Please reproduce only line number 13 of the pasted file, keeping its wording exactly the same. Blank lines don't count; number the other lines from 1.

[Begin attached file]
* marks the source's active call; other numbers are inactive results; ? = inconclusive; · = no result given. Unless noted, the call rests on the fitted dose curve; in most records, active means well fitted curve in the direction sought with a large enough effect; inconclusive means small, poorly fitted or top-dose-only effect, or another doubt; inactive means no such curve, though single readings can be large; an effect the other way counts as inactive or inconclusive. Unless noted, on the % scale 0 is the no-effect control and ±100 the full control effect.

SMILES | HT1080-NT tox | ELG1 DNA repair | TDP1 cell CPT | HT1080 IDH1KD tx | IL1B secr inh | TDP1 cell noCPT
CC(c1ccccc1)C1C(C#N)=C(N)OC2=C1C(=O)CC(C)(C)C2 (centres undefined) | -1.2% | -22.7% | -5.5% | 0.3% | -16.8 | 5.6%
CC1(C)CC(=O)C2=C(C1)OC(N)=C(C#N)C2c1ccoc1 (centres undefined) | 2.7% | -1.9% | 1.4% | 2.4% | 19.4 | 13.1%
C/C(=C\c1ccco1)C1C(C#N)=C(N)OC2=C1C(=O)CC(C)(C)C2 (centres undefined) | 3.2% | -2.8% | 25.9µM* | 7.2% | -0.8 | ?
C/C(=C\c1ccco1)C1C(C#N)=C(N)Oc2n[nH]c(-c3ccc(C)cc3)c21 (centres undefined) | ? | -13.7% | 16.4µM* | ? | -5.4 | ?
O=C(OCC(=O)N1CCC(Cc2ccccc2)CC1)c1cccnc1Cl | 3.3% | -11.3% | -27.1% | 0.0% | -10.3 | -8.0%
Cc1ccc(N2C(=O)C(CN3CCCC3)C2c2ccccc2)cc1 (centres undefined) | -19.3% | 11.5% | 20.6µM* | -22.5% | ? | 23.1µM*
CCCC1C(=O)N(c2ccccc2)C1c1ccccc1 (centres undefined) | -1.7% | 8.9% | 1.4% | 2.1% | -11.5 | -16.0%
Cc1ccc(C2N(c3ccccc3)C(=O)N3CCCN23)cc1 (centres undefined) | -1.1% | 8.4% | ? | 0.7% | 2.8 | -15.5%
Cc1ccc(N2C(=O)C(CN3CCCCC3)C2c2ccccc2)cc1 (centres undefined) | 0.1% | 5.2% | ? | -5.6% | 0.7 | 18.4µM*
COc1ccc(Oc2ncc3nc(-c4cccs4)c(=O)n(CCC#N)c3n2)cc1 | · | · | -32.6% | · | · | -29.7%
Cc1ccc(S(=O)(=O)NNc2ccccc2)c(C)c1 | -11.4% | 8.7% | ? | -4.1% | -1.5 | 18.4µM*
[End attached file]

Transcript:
Cc1ccc(S(=O)(=O)NNc2ccccc2)c(C)c1 | -11.4% | 8.7% | ? | -4.1% | -1.5 | 18.4µM*